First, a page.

Immigration Reform — My Thoughts on a Sensible Way Forward

America’s immigration debate is stuck.  The last major revision to our system occurred in 1965, and there are obvious problems with current law.  Most glaringly, our system encourages (in multiple ways) an almost random collection of folks to immigrate without regard to the skills and talents that they could bring to America.  That should change. …

Immigration in America: A (short) History and Some Guiding Principles

Immigration is perhaps the most divisive issue facing America today.  It has dominated the political discourse over the past year, and will do so again in 2018. Over the next few posts, I’m going to explore the issue.  In this first piece, I’m going to start with a review of America’s immigration history and some…

No Reason to Care: Why I Found The Last Jedi So Unsatisfying

At the risk of annoying all of you, I’m going to join the minority in criticizing “The Last Jedi.”  While I found the movie entertaining (although a bit long) and some of the scenes were really cool, I ultimately found the movie unsatisfying.  Other critics have focused on the fact that the story echos previous…

Congress gets the Job Done on Tax Reform

House and Senate leaders announced their final Tax Reform bill on Friday, and passage seems assured by the end of the year.  Enough details have emerged to grade the final product (though I’m sure we’ll learn more in coming days).  Because it makes America more competitive, will spur economic growth, and helps families in some…

Let’s Call a Christmas Truce

America believes itself to be in a culture war.  Donald Trump’s first year as President has deepened the polarization and anger that has characterized our country for decades.  The nation has essentially split into tribes with both sides being absolutely certain of their own righteousness, and having little interest in finding common ground or shared…

License to Curl? Considering State Licensure Rules

In our ever-specializing world, we are confronted by a dizzying array of service providers who are eager to help us out (for a fee).   We expect some professionals, like doctors, dentists and accountants, to be highly educated, trained and licensed.  Others, like the teen who cuts the lawn, need no training or experience.  But, what about…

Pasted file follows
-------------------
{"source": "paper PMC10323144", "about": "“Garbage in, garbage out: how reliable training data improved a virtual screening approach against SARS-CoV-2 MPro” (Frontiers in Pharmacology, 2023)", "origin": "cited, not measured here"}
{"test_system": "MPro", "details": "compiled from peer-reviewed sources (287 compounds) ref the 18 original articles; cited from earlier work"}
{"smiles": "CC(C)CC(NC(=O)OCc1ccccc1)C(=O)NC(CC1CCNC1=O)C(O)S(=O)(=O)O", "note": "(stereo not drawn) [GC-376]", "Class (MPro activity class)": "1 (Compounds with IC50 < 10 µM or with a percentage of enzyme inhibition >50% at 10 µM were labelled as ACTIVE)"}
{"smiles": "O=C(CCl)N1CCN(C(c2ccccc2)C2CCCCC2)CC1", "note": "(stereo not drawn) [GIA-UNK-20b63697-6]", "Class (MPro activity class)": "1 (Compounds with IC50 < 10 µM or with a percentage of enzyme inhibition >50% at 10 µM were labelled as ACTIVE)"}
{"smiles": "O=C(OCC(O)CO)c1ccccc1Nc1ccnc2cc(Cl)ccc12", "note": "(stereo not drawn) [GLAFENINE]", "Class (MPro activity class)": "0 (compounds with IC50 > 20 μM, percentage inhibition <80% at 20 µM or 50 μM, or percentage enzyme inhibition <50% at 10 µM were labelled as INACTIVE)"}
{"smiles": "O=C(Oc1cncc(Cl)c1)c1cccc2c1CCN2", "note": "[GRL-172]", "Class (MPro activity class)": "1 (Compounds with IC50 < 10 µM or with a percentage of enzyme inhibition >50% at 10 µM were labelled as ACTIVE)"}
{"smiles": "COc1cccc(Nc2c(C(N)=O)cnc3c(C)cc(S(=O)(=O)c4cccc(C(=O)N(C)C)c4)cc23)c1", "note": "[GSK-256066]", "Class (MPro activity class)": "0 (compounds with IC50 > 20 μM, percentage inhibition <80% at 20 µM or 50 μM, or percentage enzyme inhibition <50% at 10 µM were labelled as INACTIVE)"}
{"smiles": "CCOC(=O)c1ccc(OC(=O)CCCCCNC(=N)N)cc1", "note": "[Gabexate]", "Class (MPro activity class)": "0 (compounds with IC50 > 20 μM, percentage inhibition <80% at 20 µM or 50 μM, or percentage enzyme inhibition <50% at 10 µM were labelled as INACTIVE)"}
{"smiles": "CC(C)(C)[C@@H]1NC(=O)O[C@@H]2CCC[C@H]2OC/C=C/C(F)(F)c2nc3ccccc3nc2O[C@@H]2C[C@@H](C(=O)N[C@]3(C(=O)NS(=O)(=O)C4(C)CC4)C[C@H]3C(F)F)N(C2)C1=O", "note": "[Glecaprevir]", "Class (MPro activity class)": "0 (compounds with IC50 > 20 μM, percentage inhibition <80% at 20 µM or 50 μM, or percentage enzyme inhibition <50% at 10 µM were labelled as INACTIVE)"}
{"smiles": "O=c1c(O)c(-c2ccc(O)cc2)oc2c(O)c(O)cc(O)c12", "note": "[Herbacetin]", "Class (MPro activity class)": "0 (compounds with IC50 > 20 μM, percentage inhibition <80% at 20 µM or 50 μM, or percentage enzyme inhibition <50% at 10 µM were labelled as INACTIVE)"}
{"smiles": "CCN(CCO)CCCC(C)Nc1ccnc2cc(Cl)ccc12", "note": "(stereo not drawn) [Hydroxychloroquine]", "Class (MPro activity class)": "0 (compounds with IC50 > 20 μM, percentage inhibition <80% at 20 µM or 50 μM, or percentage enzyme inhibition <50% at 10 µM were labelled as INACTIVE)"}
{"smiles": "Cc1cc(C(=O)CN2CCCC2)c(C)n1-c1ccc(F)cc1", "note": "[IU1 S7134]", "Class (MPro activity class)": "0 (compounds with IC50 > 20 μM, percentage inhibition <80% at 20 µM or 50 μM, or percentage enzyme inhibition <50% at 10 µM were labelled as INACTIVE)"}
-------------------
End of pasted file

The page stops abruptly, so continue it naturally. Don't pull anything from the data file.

“Let Us Give Thanks to God” — Thanksgiving 2017

We at the Shire love Thanksgiving.  It is such a joy to gather with family and friends around a table covered with our favorite foods (we’re particularly partial to turkey and stuffing covered in gravy).  We also savor the spirit of the holiday — it is a blessing to give thanks for all that we have been…

Rotten to the Core: 100 Years of Communism

100 years ago this November (based on the Russian calendar), Vladimir Lenin and Leon Trotsky led a group known as the Bolsheviks in overthrowing the Russian Tsar and created the world’s first Communist nation. This event ushered in one of the world’s darkest chapters, one in which we are still living.  Given the continued existence…

Continuity, Change and Leadership

In his acceptance speech after winning St. Paul’s mayoral race, Melvin Carter said that in St. Paul, “the only constant is change” and spoke eagerly of an ever-transforming city. Not to pick on Mayor-elect Carter, but this seems like a fairly significant overstatement. Let’s list just a few things that have stayed the same in…

Welcome to the Shire

This is a mostly political forum that exists to reclaim the idea that life isn’t politics and politics isn’t life. We seek to defend and celebrate the small, the settled, the personal, the practical and the private against those who wish to exalt government, central planning, rigid ideology, utopia and experts. We believe first in…